Mechanically active integrins direct cytotoxic secretion at the immune synapse [article]

Mitchell S. Wang, Yuesong Hu, Elisa E. Sanchez, Xihe Xie, Nathan H. Roy, Miguel de Jesus, Weiyang Jin, Joanne H. Lee, Yeonsun Hong, Minsoo Kim, Lance C. Kam, Khalid Salaita (+1 others)
2021 bioRxiv   pre-print
AbstractThe secretory output of cell-cell interfaces must be tightly controlled in space and time to ensure functional efficacy. This is particularly true for the cytotoxic immune synapse (IS), the stereotyped junction formed between a cytotoxic lymphocyte and the infected or transformed target cell it aims to destroy1. Cytotoxic lymphocytes kill their targets by channeling a mixture of granzyme proteases and the pore forming protein perforin directly into the IS2, 3. The synaptic secretion of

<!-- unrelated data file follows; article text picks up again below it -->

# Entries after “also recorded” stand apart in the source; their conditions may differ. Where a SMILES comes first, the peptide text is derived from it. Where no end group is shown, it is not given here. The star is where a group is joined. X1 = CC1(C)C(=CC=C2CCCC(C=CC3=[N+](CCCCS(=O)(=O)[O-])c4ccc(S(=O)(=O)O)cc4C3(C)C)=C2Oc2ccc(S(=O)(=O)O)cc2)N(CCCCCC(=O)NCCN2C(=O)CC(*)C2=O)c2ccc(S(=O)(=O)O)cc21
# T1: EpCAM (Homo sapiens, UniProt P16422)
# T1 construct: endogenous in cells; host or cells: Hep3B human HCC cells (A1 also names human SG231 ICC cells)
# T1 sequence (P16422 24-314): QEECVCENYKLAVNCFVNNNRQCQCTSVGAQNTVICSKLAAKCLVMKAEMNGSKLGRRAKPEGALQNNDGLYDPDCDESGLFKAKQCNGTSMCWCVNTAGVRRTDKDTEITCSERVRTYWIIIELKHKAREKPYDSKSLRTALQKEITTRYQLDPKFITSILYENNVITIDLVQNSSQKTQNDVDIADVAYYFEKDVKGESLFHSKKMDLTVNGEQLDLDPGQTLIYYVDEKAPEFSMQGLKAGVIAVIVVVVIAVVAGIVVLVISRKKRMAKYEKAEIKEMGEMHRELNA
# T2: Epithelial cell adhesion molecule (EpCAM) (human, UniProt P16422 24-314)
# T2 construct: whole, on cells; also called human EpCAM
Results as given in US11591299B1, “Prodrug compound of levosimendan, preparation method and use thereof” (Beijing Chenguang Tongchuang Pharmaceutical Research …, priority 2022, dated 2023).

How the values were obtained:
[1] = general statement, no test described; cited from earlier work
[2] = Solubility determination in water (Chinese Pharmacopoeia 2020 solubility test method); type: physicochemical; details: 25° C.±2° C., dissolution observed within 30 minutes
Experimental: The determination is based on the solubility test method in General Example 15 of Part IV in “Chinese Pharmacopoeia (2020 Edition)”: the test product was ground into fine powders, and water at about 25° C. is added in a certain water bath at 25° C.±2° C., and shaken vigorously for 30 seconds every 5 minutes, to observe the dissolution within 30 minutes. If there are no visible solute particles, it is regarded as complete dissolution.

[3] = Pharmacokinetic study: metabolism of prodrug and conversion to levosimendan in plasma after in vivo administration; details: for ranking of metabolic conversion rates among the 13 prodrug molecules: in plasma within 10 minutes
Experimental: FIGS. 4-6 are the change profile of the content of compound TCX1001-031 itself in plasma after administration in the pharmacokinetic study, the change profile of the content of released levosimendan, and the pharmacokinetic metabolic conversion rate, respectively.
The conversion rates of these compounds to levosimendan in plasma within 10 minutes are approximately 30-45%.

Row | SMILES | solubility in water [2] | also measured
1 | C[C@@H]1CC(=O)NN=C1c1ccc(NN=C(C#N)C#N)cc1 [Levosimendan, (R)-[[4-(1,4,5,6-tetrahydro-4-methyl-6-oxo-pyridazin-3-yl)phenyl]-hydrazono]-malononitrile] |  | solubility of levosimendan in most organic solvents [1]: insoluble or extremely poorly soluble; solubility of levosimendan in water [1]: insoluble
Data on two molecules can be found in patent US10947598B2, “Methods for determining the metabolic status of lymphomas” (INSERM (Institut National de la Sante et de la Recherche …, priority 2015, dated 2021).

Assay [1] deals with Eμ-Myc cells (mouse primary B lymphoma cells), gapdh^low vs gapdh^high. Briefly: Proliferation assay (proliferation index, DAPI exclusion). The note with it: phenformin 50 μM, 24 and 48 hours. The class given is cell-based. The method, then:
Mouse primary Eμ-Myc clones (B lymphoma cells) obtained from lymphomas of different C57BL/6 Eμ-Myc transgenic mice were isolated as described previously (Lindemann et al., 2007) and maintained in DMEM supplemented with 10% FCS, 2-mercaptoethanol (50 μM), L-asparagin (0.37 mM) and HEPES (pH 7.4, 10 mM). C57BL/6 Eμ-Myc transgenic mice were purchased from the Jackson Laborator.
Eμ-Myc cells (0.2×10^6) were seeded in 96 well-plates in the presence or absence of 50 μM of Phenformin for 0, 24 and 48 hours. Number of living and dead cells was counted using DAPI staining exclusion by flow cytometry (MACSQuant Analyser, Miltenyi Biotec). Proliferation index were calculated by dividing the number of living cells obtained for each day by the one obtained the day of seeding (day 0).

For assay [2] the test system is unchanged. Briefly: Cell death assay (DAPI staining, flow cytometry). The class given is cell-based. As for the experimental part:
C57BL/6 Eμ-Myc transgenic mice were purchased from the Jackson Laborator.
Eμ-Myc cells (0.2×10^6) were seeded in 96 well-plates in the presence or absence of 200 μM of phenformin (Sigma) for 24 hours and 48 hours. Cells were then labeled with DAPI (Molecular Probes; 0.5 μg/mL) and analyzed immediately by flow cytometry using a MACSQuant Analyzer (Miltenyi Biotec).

more » ... hese toxic molecules constrains their deleterious effects to the target cell alone, thereby protecting innocent bystander cells in the surrounding tissue from collateral damage. Despite the importance of this process for immune specificity, the molecular and cellular mechanisms that establish secretory sites within the IS remain poorly understood. Here, we identified an essential role for integrin mechanotransduction in cytotoxic secretion using a combination of single cell biophysical measurements, ligand micropatterning, and functional assays. Upon ligand-binding, the αLβ2 integrin LFA-1 functioned as a spatial cue, attracting lytic granules containing perforin and granzyme and inducing their fusion at closely adjacent sites within the synaptic membrane. LFA-1 molecules were subjected to pulling forces within these secretory domains, and genetic or pharmacological suppression of these forces abrogated cytotoxicity. We conclude that lymphocytes employ an integrin-dependent mechanical checkpoint to enhance both the potency and the security of their cytotoxic output.
doi:10.1101/2021.10.02.462778 fatcat:jxkc5sk4jng6pgqkt2pcuantn4